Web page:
Two good things. One, the argument that recycling and melioration are not sufficient cures for toxic processes; we should make things so that at the end of their usefulness they are raw materials as good as the ones they were made from. (Many examples from biology, mostly poetic. When a brief for reuse of waste goes on about cherryblossoms and doesn't mention horseshit, they've drifted from Nature's reality.) The second, the physical book itself, made of a plastic claimed to be recyclable as a polymer of equal quality. The 'paper' is smooth and heavy and the printing clear; it purports
to be waterproof, but my copy had smudged a bit. I would have experimented, but it belongs to the library. I couldn't find instructions on how to recycle it. (It isn't more recyclable than any other polypro yet. Actually, the waterproof book was developed to publish erotica for the bath; just right for popularizing a new technology.)
The bulk of the text is examples of good or bad design, with sub-principles; for instance that there are technical nutrients (e.g., cadmium) and biological nutrients (e.g., starch) and that products made with only technological, or only biological, nutrients, will be easier to reprocess. I would like to have seen more data on successful redesign and reuse. This team seems to mostly have worked on building redesigns, many of them plausibly productive and embracing. The narration is a bit boastful, certainly unspecific about the successes of their projects vs. those of the "conventional" ecological design they badmouth. I think their scorn of dour, self-denying, pro-efficiency environmentalism is too much based on a strawman. For one thing, 'efficiency' the joyless blight is more a Gantt and Taylor creed than a Lovins and Waters one.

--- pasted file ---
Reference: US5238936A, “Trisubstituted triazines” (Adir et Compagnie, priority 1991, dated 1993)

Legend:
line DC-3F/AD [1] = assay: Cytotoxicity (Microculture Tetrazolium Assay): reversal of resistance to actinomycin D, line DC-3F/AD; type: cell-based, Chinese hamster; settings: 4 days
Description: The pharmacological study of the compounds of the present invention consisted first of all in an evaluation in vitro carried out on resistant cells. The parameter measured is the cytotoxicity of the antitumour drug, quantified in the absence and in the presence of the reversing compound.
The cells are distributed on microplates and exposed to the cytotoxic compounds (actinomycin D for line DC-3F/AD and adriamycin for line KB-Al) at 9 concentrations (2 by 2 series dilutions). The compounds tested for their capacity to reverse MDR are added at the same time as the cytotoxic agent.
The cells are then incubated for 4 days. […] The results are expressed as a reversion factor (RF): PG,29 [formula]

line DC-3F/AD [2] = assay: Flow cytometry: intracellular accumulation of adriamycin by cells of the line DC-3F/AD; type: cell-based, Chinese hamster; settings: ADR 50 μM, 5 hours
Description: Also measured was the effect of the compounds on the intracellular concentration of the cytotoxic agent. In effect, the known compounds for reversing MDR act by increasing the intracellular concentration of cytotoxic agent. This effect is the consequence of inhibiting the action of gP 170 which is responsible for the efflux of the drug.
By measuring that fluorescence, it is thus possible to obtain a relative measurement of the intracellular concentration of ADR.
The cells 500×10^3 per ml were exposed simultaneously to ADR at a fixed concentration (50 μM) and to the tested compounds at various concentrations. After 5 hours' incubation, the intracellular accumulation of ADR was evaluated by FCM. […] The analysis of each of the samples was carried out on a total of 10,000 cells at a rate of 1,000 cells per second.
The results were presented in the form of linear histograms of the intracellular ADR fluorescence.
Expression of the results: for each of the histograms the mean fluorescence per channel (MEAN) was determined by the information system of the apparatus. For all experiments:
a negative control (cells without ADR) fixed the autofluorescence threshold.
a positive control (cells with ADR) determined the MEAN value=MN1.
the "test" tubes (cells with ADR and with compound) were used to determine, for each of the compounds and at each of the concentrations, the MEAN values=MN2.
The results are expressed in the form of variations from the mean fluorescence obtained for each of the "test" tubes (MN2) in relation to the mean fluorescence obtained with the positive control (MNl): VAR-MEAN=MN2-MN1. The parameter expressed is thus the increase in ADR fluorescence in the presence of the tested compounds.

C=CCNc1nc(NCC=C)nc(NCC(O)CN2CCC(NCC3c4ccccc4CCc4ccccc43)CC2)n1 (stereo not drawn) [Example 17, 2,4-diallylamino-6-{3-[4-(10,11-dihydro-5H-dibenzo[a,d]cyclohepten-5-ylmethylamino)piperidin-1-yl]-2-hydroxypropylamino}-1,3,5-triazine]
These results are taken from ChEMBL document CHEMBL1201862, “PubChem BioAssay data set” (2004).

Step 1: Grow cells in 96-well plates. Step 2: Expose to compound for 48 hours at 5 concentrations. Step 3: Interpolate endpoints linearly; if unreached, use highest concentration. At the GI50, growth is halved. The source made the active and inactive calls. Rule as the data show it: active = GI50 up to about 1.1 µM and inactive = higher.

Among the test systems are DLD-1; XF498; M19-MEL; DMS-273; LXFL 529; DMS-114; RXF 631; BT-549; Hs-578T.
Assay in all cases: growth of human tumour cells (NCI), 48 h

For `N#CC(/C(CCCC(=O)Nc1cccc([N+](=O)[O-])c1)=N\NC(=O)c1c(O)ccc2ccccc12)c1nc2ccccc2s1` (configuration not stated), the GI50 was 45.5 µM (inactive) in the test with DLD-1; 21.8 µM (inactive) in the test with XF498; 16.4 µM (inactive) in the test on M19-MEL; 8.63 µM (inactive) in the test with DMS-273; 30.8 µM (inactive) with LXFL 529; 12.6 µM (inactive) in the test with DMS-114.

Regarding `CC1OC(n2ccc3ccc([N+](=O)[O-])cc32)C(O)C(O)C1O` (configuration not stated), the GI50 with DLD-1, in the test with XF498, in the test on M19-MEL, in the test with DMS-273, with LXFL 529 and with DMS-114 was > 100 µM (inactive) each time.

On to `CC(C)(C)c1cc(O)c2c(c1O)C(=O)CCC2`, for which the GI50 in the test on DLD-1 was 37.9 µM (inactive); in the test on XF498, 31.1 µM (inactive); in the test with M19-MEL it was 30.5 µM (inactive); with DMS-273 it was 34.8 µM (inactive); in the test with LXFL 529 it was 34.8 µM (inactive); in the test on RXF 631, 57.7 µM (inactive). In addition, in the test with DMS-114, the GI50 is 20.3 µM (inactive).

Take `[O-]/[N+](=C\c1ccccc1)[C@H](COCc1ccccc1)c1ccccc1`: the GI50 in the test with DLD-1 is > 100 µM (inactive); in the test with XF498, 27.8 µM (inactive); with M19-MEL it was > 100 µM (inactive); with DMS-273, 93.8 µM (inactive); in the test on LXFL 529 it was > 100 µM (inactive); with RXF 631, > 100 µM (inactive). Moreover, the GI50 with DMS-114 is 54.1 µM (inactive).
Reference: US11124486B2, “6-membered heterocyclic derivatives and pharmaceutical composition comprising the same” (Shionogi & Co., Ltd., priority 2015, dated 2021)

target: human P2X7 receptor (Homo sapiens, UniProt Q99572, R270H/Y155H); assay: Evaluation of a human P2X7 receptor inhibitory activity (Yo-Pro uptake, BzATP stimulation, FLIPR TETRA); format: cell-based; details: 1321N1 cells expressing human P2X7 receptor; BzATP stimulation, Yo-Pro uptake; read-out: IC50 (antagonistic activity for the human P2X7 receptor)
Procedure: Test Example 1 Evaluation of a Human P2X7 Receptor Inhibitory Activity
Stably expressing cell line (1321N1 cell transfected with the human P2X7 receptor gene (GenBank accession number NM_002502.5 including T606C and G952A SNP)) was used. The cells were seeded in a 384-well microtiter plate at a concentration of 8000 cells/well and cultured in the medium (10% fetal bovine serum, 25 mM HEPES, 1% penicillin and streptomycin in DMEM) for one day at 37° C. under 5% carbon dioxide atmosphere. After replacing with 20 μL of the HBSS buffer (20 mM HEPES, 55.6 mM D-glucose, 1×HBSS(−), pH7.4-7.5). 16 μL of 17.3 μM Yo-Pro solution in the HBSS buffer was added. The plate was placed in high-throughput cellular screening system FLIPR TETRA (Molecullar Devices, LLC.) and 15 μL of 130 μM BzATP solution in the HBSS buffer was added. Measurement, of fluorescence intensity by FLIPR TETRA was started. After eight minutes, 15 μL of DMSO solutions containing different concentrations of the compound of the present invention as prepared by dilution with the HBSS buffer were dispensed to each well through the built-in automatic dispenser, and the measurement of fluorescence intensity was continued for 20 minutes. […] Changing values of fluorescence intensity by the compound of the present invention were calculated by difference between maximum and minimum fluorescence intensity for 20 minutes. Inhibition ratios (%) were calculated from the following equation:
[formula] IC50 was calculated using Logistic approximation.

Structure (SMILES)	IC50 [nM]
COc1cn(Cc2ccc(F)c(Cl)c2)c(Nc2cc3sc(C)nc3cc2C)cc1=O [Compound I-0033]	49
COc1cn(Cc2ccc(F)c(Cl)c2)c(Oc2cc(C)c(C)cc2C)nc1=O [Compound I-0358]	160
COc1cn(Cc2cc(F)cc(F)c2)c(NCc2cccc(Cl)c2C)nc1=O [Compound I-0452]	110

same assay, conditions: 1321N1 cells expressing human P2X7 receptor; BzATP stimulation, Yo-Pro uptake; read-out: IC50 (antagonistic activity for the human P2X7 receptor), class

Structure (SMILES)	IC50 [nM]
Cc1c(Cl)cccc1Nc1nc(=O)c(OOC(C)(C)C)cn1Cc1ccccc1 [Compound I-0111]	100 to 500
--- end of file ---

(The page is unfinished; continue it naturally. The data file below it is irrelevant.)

So it's okay as an introduction to the idea that we could produce more stuff with less harm if we planned in advance to do so. It won't be new to anyone who's heard of sustainable hedonism already, and it seems thin and timid after any book on permaculture. For techies, it has the signal flaw of providing no hook at all for do-it-yourself projects. On the other hand, it has smoothed away everything not perfectly conventional in Yuppie or BoBo success, so maybe it will carry the ideas to people otherwise immune to them.
One of Angelica Kauffman's dramatic paintings is of "Virgil Reading Aeneid to Augustus and Octavia"; Octavia has swooned, everyone around her is throwing up their hands or glaring at Vergil, Vergil looks like a puppy who ate the flowers. One line on his scroll is legible: "Tu Marcellus eris".
Virgil's political subtext is known. Marcellus, Octavia's son, had been assassinated; he is compared in the poem to an earlier heroic Marcellus (who died in battle). Dryden's translation, next to the original:
The Trojan honor, and the Roman boast,
Admir'd when living, and ador'd when lost!
Mirror of ancient faith in early youth!
Undaunted worth, inviolable truth!
No foe, unpunish'd, in the fighting field
Shall dare thee, foot to foot, with sword and shield;
Much less in arms oppose thy matchless force,
When thy sharp spurs shall urge thy foaming horse.
Ah! couldst thou break thro' fate's severe decree,
A new Marcellus shall arise in thee!
Full canisters of fragrant lilies bring,
Mix'd with the purple roses of the spring;
Let me with fun'ral flow'rs his body strow;
This gift which parents to their children owe,
This unavailing gift, at least, I may bestow!"
Several of her paintings were scenes from A Sentimental Journey through France and Italy, which I had maybe heard of but haven't read. I certainly recognize a line from the Prologue: